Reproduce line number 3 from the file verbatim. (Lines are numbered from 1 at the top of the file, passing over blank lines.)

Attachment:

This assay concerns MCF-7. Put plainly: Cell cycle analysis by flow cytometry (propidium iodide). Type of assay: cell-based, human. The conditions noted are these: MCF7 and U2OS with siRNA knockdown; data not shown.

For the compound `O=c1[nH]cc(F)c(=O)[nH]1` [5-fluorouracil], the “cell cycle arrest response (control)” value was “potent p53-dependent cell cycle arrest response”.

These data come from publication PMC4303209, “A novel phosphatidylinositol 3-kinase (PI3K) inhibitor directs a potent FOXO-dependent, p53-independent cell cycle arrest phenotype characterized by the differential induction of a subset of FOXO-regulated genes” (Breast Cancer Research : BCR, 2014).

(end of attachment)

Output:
These data come from publication PMC4303209, “A novel phosphatidylinositol 3-kinase (PI3K) inhibitor directs a potent FOXO-dependent, p53-independent cell cycle arrest phenotype characterized by the differential induction of a subset of FOXO-regulated genes” (Breast Cancer Research : BCR, 2014).